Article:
State Street modernizing with cloud, Linux technologies

By , Network World |  Cloud Computing, finance, Linux

State Street Corporation says technology must evolve to meet the increasingly demanding needs of financial services, and within its own data centers is adopting new cloud-like technologies and placing a greater emphasis on Linux and open source.

State Street CIO Chris Perretta says the Boston-based financial services company is moving many of its workloads from high-end proprietary Unix servers to commodity Linux boxes, and is increasingly embracing virtualization and automation tools to create a cloud-like infrastructure.

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The goal for State Street, which devotes 20% to 25% of its operating expenses to IT, is to create a more flexible infrastructure for providing application services and data access to clients, Perretta says.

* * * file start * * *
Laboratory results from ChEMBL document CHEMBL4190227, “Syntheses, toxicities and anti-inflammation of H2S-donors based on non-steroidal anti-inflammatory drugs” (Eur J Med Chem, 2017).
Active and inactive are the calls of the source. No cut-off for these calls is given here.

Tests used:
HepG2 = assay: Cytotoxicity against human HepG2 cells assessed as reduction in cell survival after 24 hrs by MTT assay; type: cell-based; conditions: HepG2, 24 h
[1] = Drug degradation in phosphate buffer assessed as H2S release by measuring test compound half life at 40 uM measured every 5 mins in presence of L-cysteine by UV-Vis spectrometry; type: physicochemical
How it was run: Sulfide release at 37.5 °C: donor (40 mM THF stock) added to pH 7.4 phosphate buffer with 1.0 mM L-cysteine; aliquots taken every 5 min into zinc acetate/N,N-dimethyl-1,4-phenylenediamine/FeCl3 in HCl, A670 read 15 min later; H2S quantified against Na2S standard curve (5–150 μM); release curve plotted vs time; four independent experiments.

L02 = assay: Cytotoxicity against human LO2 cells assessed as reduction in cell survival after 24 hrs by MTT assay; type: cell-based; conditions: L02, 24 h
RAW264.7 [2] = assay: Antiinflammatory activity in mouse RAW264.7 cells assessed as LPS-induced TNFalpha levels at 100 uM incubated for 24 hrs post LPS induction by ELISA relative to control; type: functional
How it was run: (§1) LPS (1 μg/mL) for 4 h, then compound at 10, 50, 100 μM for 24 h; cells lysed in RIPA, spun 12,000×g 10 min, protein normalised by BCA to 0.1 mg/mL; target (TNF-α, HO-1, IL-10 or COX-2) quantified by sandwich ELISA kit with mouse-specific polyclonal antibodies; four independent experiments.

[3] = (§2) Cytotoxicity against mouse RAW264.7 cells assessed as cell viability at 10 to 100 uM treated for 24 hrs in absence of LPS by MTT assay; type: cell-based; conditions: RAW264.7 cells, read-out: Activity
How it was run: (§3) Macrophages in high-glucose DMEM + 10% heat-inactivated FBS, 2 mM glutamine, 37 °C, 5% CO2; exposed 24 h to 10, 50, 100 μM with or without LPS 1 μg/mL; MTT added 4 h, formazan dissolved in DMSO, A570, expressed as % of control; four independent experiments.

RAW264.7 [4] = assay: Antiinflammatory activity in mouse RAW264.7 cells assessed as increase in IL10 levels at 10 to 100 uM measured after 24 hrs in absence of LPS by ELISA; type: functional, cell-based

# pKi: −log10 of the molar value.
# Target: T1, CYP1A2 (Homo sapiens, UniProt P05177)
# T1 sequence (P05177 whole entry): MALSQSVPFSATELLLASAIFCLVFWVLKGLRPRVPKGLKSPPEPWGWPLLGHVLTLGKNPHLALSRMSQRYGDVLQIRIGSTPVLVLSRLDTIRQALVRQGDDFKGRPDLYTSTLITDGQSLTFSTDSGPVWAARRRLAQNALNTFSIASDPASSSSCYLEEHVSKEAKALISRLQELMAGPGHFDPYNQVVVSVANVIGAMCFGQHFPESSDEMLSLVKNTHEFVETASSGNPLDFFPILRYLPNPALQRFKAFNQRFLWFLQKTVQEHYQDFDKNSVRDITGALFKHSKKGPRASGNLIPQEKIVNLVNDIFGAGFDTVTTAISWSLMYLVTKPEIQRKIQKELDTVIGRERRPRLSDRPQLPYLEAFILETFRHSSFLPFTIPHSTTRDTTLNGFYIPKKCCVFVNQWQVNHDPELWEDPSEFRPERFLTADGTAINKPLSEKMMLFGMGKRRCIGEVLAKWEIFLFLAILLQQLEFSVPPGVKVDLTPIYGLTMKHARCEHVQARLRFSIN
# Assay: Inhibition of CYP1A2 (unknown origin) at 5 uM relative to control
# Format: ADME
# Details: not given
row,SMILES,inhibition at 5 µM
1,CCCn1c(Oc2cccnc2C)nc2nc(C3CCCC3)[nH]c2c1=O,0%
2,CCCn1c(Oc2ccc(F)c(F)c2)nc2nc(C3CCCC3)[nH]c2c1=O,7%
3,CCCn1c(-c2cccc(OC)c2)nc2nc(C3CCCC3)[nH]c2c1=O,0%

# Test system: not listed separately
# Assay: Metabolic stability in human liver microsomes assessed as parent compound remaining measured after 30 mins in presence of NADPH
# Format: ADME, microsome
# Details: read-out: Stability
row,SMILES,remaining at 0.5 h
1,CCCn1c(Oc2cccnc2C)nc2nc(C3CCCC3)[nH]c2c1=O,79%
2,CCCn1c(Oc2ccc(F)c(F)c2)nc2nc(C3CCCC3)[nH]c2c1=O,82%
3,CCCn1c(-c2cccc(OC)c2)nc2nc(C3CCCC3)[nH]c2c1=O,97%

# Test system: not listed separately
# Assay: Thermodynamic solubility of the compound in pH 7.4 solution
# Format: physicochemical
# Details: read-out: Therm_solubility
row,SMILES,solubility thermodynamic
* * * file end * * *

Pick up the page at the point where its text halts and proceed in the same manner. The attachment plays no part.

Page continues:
The cost of hardware is not coming down fast enough to overcome State Street's growing need to buy new data center equipment, a "recipe for disaster," Perretta says in an interview. State Street released a report this week called "The Evolving Role of Technology in Financial Services."

While financial services companies are typically wary of public cloud services such as Amazon's EC2, they can try to replicate the same kind of flexible provisioning of resources in-house.

State Street has six major data centers in the United States, Europe and Asia, including three backup facilities. The company is building out its initial private cloud services from a disaster recovery facility in Massachusetts.


Originally published on Network World |  Click here to read the original story.
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